Saturday, August 30, 2014

Ooh Vicar! Or how I learnt to love smut and realised early in my life that Donald McGill, Max Miller, Julian Clary, Humphrey Lyttelton and the rest are our true British heroes

A woman walks into a bar and asks for a double entendre. So the barman gave her one.

If 1) You don’t understand what’s going on; or 2) You do understand what’s going and think I should be ashamed of myself this blog entry will certainly not be for you. But if 3) You do understand what’s going on and smiled, sniggered, chuckled or perhaps even laughed, read on.

NB This entry and the four soundfiles below will be of especial use to all those learning English and/or who are not British but are keen to gain a deeper understanding of the British psyche. Here are four soundfiles which together make up a recent 30-minute edition of a Radio 4 programme called Word Of Mouth. (It is split into four parts because that was the only way I could post it here).

I listen to it regularly because I find the English language and the myriad facets of it fascinating. The most recent edition is called Rude Health and was presented by the actor Arthur Bostrom who played the Captain Crabtree in ’Allo ’Allo!, a British spy in occupied France during World War II who has a very poor command of French. In it he talks about our British predilection for double entendre. Give it a whirl.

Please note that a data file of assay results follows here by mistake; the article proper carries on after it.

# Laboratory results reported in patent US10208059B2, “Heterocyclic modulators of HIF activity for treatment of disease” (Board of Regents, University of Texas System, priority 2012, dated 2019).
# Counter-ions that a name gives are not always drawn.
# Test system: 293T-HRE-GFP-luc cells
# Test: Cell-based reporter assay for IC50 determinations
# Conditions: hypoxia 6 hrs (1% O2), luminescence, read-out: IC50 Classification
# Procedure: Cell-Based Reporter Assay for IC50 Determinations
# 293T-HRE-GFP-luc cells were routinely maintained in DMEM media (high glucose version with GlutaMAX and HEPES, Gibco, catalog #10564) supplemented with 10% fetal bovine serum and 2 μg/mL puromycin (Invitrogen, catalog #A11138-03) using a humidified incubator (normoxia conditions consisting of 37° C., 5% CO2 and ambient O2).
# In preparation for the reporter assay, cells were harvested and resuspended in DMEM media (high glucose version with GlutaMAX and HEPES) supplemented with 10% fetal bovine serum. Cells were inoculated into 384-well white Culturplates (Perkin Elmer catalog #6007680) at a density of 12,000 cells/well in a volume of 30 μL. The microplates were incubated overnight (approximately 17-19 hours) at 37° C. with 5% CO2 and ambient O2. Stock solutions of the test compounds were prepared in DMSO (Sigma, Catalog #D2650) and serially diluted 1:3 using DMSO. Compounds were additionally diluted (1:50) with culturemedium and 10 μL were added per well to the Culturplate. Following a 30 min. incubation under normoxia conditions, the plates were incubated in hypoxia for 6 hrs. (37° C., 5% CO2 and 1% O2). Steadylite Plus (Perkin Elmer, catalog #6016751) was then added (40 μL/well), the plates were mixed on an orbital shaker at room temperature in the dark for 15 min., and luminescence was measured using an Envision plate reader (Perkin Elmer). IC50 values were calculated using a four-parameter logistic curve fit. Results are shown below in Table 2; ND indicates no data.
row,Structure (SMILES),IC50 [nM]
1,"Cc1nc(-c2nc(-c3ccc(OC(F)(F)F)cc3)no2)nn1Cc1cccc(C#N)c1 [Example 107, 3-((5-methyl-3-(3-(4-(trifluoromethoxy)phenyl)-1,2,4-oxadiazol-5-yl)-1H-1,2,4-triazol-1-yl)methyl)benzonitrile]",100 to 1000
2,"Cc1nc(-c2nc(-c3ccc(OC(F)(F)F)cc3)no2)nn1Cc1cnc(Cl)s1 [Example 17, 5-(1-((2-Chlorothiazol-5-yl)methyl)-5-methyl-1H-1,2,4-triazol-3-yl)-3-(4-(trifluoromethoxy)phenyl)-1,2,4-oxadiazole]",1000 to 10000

NB The soundfiles will not play in Opera, but do play in other browsers, most certainly Firefox and Safari. I would, of course, like to add that there is a serious purpose to this post, but there isn’t. Sorry.

Happy sniggering.

First part

Second part

Third part

Fourth part

Donald McGill is mentioned in the programme and here a couple of examples of his postcards. At the end is one produced by the Bamforth & Co Ltd of Leeds. They are in a similar vein but often the entendre is not very double.

1 comment:

  1. Julian and Sandy doing their 'bona polari' routines were always fantabuloso in ‘Round the Horn’ back in the day (mid 60's) and more recently repeated on BBC Radio 4 extra. Turns out they were named for Julian Slade who wrote 'Salad Days' and Sandy Wilson who invented the pastiche musical genre by writing 'The Boy Friend.' He died recently and an obituary link was made to the delightful Hugh Paddick who was squired by Kenneth Williams in this campest of camp partnerships.

    The ‘Write Stuff’ is always worth listening to. Sometimes the parodies are better written than the originals.